Supermarket operators spend a lot of time doing nice things for their customers: Promotions are arranged; prices are consistently competitive, or reduced; ads are run, and so on.
But do customers appreciate, or even understand, what all these activities are all about? Maybe not. At least so it seemed during an amusing -- and distressing -- segment of a "Speaks '98" presentation at last week's convention of the Food Marketing Institute in Chicago.
Speaks is the FMI's showiest event, a multimedia presentation intended to show opportunities and challenges the industry faces. The event was moderated by Michael Sansolo, the FMI's senior vice president. You'll find full coverage of the event beginning on Page 1 of this week's SN.
One element of Speaks that was particularly engaging was premised on video-taped interviews with shoppers at a supermarket in Oklahoma City. The tape was presented to the large audience by John S. Runyan, corporate senior vice president for Fleming Cos., Oklahoma City.
The video presented reporting-style interviews of shoppers at a supermarket to determine how effective various in-store merchandising techniques were, and the degree to which store customers acknowledged efforts. Unfortunately, the presentation showed in vivid detail that customers of that store, at least, didn't place much value on some of what the store offered. Here are a few examples:
Boneless chuck roast: This cut of meat is often promoted, but do customers want it? Several were asked when they had last prepared it. They said, "I never have." "Probably 10 years ago." "I guess it would be line one of those eye-of-round roasts, maybe?" "I don't even know what that kind of roast is." And so on it went. Why offer a cut that customers don't want, and which many customers wouldn't know how to prepare? Said John: "Old habits are hard to break."
Grocery ads: The shoppers were asked if they read grocery ads. This elicited a wide range of answers from simply "no," to simply "yes," to a lot of equivocation. "Not really." "Every once in a while." "Sometimes." And so on. Does it really pay to run ads that apparently engage little interest? Said John: "We are our own worst enemies. Ads are cluttered and have nothing to do with what consumers want."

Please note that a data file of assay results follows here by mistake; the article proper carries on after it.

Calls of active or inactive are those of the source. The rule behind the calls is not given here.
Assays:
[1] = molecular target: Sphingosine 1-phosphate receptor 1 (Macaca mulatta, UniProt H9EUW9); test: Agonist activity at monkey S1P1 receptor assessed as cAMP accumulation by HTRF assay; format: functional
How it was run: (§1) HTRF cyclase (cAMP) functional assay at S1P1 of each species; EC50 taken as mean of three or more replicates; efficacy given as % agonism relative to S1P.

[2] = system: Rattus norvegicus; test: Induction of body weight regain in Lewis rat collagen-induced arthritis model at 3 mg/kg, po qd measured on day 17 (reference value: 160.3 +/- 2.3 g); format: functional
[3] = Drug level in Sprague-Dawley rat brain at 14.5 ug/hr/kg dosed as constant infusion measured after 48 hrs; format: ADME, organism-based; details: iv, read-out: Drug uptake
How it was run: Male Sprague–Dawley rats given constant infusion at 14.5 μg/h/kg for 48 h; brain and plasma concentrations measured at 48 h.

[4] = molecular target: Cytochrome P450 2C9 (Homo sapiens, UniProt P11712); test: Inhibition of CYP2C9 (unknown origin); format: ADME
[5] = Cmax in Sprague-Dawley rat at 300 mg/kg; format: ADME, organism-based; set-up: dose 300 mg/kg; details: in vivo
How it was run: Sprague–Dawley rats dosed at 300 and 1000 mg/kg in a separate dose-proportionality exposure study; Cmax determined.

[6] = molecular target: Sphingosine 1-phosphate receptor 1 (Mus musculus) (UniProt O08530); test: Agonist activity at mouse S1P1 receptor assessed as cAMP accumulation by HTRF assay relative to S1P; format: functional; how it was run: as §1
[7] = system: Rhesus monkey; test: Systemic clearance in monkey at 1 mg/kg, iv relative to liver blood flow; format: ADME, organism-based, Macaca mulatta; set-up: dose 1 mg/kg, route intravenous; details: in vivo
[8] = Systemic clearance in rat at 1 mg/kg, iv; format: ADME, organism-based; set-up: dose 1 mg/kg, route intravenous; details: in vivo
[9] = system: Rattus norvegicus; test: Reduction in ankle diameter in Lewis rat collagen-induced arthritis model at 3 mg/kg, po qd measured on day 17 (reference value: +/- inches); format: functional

Fair prices: Retailers work hard to make sure their prices are competitive, but is anyone taking notice of that? Shoppers were asked to specify what they thought might be a fair price for a branded 6-ounce can of tuna. Guesses ranged all over the map, from 39 cents to $2.50. Others simply blurted, "I don't know," or "I don't even know what tuna costs." This is simply discouraging.
TPR: Stores are festooned with banners announcing temporary price reduction, but do customers know what all those little TPR tags mean? Several shoppers simply had no idea. One ventured a guess that it might mean "toilet paper reduction." Enough said.
Shopping satisfaction: Shoppers were asked if they like shopping for groceries. One did, but most commented in the range of "not particularly" to "I hate it." Unfortunately, the latter comment was the most frequent. Said John: "Shoppers don't hate being in supermarkets, but they hate the impersonal nature of shopping."
The video of shoppers presented at Speaks was lighthearted, but grim at the same time. "It's obvious we need to listen to consumers better and to understand their behavior. They're entitled to be complex and demanding because it's their money." Mike said. It's all true.